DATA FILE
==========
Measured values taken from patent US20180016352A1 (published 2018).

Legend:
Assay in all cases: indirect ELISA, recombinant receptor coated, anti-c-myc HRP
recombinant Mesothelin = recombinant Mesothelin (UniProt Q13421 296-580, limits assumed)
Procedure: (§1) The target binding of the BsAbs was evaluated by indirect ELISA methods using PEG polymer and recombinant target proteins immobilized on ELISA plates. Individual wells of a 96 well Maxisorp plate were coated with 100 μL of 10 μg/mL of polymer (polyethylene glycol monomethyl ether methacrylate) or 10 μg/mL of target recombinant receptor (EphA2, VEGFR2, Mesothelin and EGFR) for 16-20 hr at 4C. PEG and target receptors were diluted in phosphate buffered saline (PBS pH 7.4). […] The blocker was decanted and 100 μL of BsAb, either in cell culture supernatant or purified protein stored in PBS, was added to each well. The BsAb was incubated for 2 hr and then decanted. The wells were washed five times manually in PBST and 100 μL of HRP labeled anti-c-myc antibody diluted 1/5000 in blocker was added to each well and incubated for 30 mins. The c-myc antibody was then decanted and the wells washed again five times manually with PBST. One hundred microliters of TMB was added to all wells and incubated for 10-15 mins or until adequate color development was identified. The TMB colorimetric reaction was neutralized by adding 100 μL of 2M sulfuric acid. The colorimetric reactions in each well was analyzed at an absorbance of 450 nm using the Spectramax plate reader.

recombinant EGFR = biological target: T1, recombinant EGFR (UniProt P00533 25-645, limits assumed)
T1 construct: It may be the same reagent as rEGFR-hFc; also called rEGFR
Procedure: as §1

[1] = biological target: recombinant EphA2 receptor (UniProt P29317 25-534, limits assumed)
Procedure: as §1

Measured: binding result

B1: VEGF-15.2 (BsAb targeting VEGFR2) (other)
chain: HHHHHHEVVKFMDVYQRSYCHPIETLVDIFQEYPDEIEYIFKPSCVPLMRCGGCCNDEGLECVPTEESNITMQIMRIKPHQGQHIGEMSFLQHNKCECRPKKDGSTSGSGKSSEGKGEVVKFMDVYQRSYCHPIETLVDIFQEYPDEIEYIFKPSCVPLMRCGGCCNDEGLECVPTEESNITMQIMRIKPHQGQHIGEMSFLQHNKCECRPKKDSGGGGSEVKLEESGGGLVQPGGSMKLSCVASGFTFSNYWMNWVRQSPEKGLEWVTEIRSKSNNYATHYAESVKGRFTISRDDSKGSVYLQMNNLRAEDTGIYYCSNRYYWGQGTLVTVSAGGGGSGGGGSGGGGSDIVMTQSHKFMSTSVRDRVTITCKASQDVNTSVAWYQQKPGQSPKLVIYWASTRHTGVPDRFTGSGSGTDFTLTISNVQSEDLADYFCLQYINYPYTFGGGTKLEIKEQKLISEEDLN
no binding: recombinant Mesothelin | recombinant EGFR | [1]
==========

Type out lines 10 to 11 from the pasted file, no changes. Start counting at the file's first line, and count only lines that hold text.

Procedure: as §1

Measured: binding result